Introduce children to the outdoors at CREW 

By Nan Mattingly

CREW Trust environmental education programs brings all ages to the CREW Trails

With the long end-of-year holidays, kids need healthy and fun activities, things they can do with their families and friends. If they’re visiting Florida in December, this is the perfect time of the year to introduce them to the world of nature. The weather is fine for all kinds of outdoor activities. And the four different CREW trail systems offer a variety of sights, sounds and experiences. 

But some kids have little experience with the great outdoors. Worms, spiders and other creepy-crawly things may intimidate them. They may resist getting wet or muddy. And they might find trees, trails and rocks uninteresting. Given a choice between playing outdoors or playing a video game, some kids would opt for the indoor game.

Some kids just need an introduction to nature. They need exposure to the physical world in order to learn to be comfortable in it. The adults in their lives can show them how to love nature and be safe in it. Nature promotes healthy growth by encouraging kids to be active. It’s also good for their imaginations, stimulating curiosity by introducing them to new and different experiences. Just being outside in our gorgeous Florida winter weather makes everyone, kids included, feel better.

So how can you persuade your kids to come outside with you? We have some suggestions.

Kids plot out the route at CREW Marsh Trails

Prepare before you load up to hit the trail. Before you take the kids on a CREW hiking trail, share your own enthusiasm about what they might see, hear and experience in the woods. Keep your research simple, and note anything that seems to capture their interests. If they express an interest in spiders, help them do a little research to figure out where and when they might see a spider in the woods. Early morning sun at any of our CREW trails illuminates spider webs and makes them look like jewels adorning the bushes. Choose one particular web and study its construction with your kid, explaining how the spider builds its webs to capture its prey. The Green Lynx spider is a bright shade of green and can be found on many trails. 

(photo of Green Lynx spider)

Tell your kid what he or she is likely to see in the woods. Here in Florida’s forests there are Florida panthers, black bears, bobcats and other mammals, as well as too many birds and insects to name. Address any fears they may express. You can explain, for instance, that Florida’s panthers and bears are shy and can smell you from a long way away, so it’s easy for them to avoid us. If your child is fascinated by panthers, bears and bobcats, show them how to look for the tracks of these animals on a muddy or sandy trail. We have a dazzling array of butterflies in Florida. The beautiful white peacock tends to fly low to the ground so they’re easy to spot. You may also be lucky enough to spot the striking zebra longwing, the Florida state butterfly. Show your kids the photos here and help them look for these colorful treasures in the woods.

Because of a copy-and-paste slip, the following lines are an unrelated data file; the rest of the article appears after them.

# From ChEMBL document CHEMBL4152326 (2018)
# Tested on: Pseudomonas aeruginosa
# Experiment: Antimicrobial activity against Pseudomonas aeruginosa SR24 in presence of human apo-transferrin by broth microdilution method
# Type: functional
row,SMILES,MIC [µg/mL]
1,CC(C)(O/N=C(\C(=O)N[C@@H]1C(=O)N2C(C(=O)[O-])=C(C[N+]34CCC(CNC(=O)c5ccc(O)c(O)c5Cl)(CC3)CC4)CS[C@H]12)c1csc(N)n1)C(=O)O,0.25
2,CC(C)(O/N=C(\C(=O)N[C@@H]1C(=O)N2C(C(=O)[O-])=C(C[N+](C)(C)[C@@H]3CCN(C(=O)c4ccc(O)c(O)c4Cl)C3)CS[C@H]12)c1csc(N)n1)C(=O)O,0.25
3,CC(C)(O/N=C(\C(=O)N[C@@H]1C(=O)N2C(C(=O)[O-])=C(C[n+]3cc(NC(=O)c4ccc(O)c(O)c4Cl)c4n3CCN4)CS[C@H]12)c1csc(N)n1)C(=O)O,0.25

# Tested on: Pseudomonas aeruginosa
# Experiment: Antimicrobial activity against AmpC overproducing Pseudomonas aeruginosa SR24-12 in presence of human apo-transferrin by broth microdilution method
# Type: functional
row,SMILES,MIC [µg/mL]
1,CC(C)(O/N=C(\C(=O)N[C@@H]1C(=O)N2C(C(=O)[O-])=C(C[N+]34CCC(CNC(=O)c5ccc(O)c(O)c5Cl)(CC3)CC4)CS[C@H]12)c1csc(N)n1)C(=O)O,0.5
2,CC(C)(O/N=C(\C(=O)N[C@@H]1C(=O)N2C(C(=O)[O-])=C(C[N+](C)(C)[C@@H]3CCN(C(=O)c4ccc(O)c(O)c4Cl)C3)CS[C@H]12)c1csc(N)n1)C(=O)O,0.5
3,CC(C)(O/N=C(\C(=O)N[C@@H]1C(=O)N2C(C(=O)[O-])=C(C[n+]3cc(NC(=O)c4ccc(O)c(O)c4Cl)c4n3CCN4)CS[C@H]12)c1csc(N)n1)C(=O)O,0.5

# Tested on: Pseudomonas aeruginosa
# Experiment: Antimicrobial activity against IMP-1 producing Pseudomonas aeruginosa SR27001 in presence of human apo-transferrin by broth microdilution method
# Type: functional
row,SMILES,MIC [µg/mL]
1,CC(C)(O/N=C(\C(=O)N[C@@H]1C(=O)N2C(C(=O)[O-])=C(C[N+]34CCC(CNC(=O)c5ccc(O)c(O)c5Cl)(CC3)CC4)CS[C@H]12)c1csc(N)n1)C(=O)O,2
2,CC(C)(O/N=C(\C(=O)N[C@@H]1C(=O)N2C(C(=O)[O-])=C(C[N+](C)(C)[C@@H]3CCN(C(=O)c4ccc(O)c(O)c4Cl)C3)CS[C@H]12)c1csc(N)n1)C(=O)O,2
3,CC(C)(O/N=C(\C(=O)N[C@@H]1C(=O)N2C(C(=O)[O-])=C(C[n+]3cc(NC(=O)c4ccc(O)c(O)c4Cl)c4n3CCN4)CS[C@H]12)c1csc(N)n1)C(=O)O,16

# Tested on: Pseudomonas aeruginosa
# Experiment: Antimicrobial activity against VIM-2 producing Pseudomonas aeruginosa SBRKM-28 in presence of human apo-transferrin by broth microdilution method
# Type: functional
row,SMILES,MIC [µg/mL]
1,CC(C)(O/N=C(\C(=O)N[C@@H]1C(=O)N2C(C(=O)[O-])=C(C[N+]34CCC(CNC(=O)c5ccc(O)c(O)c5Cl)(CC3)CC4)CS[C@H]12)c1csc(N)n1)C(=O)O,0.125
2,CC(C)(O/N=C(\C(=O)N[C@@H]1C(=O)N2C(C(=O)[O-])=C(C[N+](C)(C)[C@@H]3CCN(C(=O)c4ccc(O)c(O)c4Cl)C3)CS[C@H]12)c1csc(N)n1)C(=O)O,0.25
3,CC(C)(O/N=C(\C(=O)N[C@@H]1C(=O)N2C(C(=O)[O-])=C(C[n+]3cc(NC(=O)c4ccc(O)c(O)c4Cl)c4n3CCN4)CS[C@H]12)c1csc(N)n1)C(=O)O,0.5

(photos of white peacock and zebra longwing butterflies)

Devise a simple game or set a few easy goals for your time outdoors. If your kid is reluctant to touch things in the woods, you can create a simple scavenger hunt that they can complete through observation. Give them a checklist to allow them to check off each item as they spot it. Keep it simple; don’t name a specific bird. Just list “bird” as one of the things they can look for. Other things you can put on the list: worm, bird’s nest, flower, animal track, and big tree. Or you could announce that whoever spots the first bird or butterfly during your outing gets a special prize. 

Parents, prepare for your kids to play in the mud. Bring clean clothes, extra shoes and water to wash their feet.   

Mud and everything in between at CREW Cypress Dome Trails

Model good behavior for your kids. Explain the “Leave No Trace” principles to them and make sure you take any trash home with you. It’s important that kids learn to respect nature, so explain to them why we don’t feed animals in the wild. This is especially important in Florida where every pond or lake is likely to house an alligator or two. Feeding them destroys their natural fear of humans and encourages them to approach people. Alligators are fascinating to watch but teach your kids to do so from a distance. In Florida’s public parks and nature preserves, it’s illegal to pick plants or to remove anything, so encourage your kids to take photos instead of collecting wildflowers. Take the things you need for safety (bug spray, hat, sunscreen, lots of water) and explain why you’re putting them in your backpack. Let the kids choose a snack.

Before you go, take a look at the CREW website ( and decide which of our four trail systems would provide a good introduction to nature for your kids. The rainy season has ended and most of our trails are now dry. If you want to experience the magic of walking through a cypress forest on a boardwalk, consider Bird Rookery Swamp. The red trail at Flint Pen Strand offers easy hiking through pine flatwoods and a prairie where you may spot some deer or even a red-headed woodpecker.